The letter below was addressed and emailed to Senators Burr and Murray on May 21, 2022:
We at the independent and nonprofit Center for Genomic Interpretation (CGI) are writing in support of the FDA Safety and Landmark Advancement Act draft, specifically the VALID Act of 2022 (Subtitle C). CGI’s nonprofit mission is to encourage careful stewardship of clinical genetics, genomics and precision medicine. In our work at CGI we regularly uncover patient harming errors in laboratory developed tests (LDT). We believe many of these errors would be prevented if clinical genetic and genomic tests were regulated by the FDA. Systematic as well as sporadic sources of error are brought to our attention by clinicians, patients, and laboratory whistle blowers. We also discover laboratory errors through the laboratory selection assessment work we do for health insurance and pharma companies. Based upon our experience, we do not believe the precision medicine industry can continue through self-policing (e.g. CAP) alone without causing additional and increasing harm to patients. Thus, FDA oversight is needed for precision medicine to widely succeed.
CGI wishes to stress the importance of regulatory oversight over clinical laboratory testing because major medical decisions are made based on genetic and other diagnostic test results. The LDT loophole has been used for years by diagnostic testing laboratories to dodge independent review and verification of test performance. LDT status was originally intended for small volume tests for rare conditions, where only a handful of samples would be processed per year and meeting FDA approval or clearance requirements would be practically impossible. However, the LDT status loophole has been broadly used by the clinical laboratory industry to offer unvalidated and frequently inaccurate testing to a large portion of the population.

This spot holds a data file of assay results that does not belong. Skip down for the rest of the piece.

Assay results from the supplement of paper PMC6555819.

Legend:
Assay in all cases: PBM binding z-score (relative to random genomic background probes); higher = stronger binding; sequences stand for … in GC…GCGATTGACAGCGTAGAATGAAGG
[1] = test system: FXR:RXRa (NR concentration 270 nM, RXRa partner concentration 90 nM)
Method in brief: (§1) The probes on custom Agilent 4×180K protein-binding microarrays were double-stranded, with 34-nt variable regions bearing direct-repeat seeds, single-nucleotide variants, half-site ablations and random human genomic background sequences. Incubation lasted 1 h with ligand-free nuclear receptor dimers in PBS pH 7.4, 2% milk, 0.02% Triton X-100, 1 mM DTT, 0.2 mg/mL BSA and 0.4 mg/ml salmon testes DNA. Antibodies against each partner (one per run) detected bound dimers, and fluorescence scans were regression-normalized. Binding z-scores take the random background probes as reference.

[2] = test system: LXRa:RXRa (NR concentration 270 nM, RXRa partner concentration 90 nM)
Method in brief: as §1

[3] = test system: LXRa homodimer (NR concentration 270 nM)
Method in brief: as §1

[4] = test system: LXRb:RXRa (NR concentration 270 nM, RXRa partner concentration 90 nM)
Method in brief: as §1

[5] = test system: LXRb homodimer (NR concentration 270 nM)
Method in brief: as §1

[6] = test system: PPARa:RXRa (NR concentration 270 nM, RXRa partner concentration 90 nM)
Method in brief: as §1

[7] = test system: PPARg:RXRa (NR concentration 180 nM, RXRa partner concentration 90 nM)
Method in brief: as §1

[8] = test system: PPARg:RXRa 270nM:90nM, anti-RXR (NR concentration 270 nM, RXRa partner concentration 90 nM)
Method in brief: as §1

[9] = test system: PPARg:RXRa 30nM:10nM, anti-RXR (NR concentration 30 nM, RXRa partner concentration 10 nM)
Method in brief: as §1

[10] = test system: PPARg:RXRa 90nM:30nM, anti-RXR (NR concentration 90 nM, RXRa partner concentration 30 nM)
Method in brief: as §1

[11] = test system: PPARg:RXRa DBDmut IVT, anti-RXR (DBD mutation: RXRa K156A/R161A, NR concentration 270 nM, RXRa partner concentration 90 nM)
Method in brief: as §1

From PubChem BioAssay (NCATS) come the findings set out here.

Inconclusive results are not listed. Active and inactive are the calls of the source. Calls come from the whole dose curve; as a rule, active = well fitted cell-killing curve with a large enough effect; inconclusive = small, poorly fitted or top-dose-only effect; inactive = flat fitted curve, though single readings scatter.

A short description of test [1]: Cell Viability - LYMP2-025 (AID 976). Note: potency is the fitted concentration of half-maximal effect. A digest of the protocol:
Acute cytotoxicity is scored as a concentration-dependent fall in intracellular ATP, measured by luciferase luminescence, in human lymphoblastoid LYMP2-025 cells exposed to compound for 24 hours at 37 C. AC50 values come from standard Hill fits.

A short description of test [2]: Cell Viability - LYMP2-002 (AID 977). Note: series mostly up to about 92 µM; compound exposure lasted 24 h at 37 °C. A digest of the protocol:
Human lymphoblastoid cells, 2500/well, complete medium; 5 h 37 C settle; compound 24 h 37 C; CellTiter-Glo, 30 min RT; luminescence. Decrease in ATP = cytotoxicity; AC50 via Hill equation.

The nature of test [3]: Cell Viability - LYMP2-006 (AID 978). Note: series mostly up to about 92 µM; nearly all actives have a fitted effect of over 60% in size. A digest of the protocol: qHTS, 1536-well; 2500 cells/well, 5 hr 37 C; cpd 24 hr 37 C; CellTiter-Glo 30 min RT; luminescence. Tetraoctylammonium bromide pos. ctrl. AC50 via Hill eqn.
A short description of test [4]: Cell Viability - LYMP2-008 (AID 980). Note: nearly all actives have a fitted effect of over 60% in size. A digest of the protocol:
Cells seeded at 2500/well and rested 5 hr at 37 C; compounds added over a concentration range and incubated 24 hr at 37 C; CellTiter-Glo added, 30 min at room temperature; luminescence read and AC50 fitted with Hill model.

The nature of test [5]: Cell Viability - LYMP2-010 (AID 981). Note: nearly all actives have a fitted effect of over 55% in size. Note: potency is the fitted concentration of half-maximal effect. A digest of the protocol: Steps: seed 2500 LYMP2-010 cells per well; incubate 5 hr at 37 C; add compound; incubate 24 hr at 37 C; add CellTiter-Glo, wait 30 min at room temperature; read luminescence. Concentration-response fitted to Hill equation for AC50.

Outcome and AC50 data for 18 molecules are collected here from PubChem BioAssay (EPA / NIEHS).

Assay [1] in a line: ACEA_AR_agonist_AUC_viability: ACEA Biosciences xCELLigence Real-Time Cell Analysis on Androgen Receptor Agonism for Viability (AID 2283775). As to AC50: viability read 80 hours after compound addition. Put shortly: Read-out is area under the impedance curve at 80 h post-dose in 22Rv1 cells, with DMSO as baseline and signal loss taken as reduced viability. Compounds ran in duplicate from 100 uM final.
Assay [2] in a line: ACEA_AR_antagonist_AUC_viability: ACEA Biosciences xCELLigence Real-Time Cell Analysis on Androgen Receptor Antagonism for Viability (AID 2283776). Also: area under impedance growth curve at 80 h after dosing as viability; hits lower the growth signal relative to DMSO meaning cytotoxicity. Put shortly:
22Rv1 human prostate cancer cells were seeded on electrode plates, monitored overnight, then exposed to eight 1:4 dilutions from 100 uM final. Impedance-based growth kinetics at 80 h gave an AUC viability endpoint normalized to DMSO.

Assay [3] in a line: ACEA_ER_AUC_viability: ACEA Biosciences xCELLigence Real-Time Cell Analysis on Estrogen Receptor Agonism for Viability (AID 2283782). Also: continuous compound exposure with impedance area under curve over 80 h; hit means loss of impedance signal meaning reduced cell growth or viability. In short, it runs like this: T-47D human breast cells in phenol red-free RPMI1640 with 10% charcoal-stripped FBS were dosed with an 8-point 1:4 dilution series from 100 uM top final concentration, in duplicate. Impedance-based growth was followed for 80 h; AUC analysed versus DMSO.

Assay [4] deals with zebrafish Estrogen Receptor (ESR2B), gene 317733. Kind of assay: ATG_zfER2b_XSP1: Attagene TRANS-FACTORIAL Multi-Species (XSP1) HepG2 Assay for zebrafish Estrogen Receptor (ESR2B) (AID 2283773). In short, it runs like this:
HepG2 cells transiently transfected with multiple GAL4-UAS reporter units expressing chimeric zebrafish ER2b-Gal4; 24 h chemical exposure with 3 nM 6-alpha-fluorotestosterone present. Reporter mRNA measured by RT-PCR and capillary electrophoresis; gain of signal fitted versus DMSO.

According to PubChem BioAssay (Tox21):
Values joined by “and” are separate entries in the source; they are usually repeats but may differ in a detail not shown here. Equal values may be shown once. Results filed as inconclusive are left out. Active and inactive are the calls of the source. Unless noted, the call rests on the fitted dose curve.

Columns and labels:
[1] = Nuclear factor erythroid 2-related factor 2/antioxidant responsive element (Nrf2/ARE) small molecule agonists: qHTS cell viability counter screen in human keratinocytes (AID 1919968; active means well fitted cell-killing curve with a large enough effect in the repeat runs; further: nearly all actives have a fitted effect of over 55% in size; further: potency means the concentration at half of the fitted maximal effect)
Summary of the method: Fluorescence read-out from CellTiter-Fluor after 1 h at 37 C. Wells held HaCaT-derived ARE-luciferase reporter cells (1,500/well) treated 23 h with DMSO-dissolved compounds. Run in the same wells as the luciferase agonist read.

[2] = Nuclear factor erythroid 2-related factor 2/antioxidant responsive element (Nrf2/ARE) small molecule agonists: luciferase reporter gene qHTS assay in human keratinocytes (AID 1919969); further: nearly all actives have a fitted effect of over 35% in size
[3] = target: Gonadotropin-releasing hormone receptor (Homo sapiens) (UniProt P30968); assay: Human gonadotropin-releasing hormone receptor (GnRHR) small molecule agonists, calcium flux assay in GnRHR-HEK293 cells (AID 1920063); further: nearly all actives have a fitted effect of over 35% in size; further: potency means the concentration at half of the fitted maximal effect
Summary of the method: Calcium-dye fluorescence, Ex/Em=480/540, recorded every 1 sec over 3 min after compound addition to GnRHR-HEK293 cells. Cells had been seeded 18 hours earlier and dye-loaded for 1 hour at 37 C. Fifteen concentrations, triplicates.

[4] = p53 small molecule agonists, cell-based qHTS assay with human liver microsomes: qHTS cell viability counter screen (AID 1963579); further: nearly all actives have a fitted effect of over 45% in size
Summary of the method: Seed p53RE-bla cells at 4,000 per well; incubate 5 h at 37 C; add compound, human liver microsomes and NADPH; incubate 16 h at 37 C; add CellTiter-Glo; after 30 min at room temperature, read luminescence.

We commend professional organizations such as CAP, AMP and ACMG for their role in providing guidelines, education and checklist resources to help laboratories make quality improvements. Unfortunately, these tools have not been enough to protect patients from preventable harm. And sometimes these organizations are not transparent with clinicians and the public concerning some of the harmful weaknesses of genetic and genomic laboratories. Many professional organization members also make excuses when quality issues are published independently by brave clinicians and researchers [see appended references].
Allowances have historically been made for less accurate clinical tests when the tests originate from laboratories that lack sufficient resources to produce consistently accurate diagnostics with demonstrated efficacy. We believe that only laboratories with sufficient resources to develop accurate and reliable tests, and those that can transparently demonstrate that their tests are safe and effective, should be allowed to market tests for clinical use. We believe FDA oversight would create a safer-for-patients market environment, and that innovation towards safe and effective tests would continue. The market will adapt. It always does.
Because of the serious risk of harm to the many patients who receive poor clinical laboratory testing, we strongly support the VALID Act of 2022 to prevent the clinical laboratory industry from continuing to offer tests to patients without any independent review of safety or effectiveness.
Sincerely,Dr. Julie Eggington
Abbreviations: LDT = Laboratory Developed Test, CAP = College of American Pathologists, AMP = Association for Molecular Pathology, ACMG = American College of Medical Genetics and Genomics
Appendix in the Attached Document: Supporting quotes and references